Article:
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  #106  
Old 11-09-2019, 09:39 AM
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I consider TUSK the greatest album of all time--three distinct perspectives on romance at their artistic peak aligned, not by the radical soap-opera narrative of RUMOURS, but by the buoying sound of a strings-like harmonizing. It constitutes a total social vision.

But I couldn't bring myself to celebrate its 40th anniversary with a listening session.

They broke my heart, so I don't know how my ears will hear it now.

It may be overtaken in my estimation by Roxy Music's SIREN--the most perfect expression of the most refined (romantic) sensibility of the 20th Century. It's a great album about desire and heartbreak that can be heard without suffering the personal betrayal of heartbreak.
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Last edited by TrueFaith77; 11-09-2019 at 09:42 AM..
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  #107  
Old 11-10-2019, 05:17 PM
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Originally Posted by TrueFaith77 View Post
I consider TUSK the greatest album of all time--three distinct perspectives on romance at their artistic peak aligned, not by the radical soap-opera narrative of RUMOURS, but by the buoying sound of a strings-like harmonizing. It constitutes a total social vision.
In formalistic terms, is Tusk completely successful — does it achieve or even exceed all its aesthetic goals? Or does its greatness lie at least in part in its folly: in its excesses, its miscalculations, its exhausting grandeur? (The critics at the time hinted at this by comparing it, as you know, to the Beatles’ fractious 1968 studio album The Beatles.)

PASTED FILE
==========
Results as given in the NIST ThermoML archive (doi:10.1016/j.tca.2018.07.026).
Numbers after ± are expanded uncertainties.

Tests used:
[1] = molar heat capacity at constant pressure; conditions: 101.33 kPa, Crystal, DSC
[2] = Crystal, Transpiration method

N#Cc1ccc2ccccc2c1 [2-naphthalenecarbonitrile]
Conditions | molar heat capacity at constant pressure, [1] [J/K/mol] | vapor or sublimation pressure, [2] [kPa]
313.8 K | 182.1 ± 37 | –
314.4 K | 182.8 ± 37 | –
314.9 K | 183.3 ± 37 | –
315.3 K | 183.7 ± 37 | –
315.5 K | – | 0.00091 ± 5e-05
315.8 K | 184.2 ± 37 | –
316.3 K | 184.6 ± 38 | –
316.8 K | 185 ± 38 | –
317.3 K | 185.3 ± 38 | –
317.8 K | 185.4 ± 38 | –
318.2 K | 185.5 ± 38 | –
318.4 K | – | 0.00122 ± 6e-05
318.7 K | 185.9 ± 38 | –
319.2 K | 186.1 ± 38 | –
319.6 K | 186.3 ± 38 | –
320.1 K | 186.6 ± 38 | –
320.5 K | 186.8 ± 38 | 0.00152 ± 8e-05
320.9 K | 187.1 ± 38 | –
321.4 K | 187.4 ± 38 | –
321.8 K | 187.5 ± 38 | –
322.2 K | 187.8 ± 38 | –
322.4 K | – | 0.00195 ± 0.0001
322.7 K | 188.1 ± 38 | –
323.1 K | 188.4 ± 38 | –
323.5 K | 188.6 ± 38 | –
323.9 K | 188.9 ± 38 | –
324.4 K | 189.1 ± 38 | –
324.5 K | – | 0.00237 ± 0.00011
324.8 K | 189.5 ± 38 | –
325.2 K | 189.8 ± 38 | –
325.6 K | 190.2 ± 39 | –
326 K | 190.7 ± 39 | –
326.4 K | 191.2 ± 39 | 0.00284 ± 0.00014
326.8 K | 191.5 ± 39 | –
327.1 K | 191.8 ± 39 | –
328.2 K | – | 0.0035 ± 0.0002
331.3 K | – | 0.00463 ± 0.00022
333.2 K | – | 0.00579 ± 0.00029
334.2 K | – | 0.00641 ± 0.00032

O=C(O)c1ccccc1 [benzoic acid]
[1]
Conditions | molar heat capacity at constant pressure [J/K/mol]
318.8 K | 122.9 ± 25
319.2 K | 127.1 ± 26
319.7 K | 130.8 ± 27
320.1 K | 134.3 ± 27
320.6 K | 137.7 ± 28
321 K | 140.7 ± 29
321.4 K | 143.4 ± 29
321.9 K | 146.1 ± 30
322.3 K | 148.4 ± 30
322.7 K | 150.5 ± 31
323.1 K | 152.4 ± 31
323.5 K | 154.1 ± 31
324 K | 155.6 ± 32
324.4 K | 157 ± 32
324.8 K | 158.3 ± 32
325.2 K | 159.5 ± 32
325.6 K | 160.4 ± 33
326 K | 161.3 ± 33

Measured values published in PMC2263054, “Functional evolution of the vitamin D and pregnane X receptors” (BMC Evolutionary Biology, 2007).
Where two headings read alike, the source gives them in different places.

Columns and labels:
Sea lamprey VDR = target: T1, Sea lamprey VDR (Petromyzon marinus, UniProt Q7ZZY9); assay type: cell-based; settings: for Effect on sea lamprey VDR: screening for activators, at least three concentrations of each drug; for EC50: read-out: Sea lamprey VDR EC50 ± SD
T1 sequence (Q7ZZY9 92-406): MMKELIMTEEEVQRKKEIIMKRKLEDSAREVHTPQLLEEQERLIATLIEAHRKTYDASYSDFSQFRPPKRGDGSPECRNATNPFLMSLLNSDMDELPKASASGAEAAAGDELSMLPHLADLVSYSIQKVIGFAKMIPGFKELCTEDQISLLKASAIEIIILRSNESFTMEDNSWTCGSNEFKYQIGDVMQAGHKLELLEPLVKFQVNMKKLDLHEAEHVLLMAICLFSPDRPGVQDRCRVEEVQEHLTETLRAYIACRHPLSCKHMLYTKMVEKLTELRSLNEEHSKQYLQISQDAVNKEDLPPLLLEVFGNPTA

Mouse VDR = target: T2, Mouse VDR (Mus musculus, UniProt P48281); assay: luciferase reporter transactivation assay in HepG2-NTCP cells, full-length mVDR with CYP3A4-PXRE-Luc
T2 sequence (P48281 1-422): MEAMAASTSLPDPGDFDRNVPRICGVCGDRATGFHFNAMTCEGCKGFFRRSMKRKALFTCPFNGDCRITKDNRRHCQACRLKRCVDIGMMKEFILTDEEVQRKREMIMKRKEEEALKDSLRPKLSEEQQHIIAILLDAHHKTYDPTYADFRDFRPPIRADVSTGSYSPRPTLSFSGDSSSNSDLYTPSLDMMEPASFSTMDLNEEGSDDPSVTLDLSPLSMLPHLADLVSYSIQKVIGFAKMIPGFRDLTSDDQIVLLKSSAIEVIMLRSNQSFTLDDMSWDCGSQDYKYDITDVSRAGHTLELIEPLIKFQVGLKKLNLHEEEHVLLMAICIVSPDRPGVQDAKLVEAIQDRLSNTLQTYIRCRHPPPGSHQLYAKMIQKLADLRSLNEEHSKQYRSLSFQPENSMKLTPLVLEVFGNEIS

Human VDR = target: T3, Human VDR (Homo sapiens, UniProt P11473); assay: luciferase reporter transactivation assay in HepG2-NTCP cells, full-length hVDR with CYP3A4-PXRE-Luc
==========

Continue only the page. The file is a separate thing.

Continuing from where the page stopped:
To me, the link between form and content in Rumours seems insoluble. There is no loose formalistic thread whose teensy bit of unraveling subverts the album’s content. Even the botched production treatment of “Songbird” doesn’t undercut any of the album’s statements (I say it’s botched because, taken by itself, it sticks out sonically like a sore thumb — it lacks the tight compression of the hermetic studio environment and the Appalachian mountain music alchemy of the multitracking, yet it’s still weirdly and entirely of a piece with the rest of the album).

But in Tusk there’s a distracting tension between the work itself and the maze of incompatibilities feeding our aural, visual, and intellectual sensibilities (most often attributed to the differences among the three writers and their aging voices). Does the album’s greatness as a cultural artifact lie in its boastful display of incommensurates? Tusk feels like a folly — many of rock’s most influential works are glorious follies that push the borders of the art outward. And should “Not That Funny” have been . . . well, funnier?

Say, this is fun!
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  #108  
Old 11-10-2019, 06:02 PM
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  #109  
Old 11-11-2019, 12:12 PM
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That David. He sure do have a way with words, don't he?

David
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  #110  
Old 11-11-2019, 01:12 PM
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I could have worded it all more clearly, I suppose. But I wanted to engage with John when he said it was the greatest album of all time. It’s not that I agree or disagree but that I want to hear more from John. He’s written some good books!
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  #111  
Old 11-12-2019, 01:25 PM
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In formalistic terms, is Tusk completely successful — does it achieve or even exceed all its aesthetic goals? Or does its greatness lie at least in part in its folly: in its excesses, its miscalculations, its exhausting grandeur? (The critics at the time hinted at this by comparing it, as you know, to the Beatles’ fractious 1968 studio album The Beatles.)

To me, the link between form and content in Rumours seems insoluble. There is no loose formalistic thread whose teensy bit of unraveling subverts the album’s content. Even the botched production treatment of “Songbird” doesn’t undercut any of the album’s statements (I say it’s botched because, taken by itself, it sticks out sonically like a sore thumb — it lacks the tight compression of the hermetic studio environment and the Appalachian mountain music alchemy of the multitracking, yet it’s still weirdly and entirely of a piece with the rest of the album).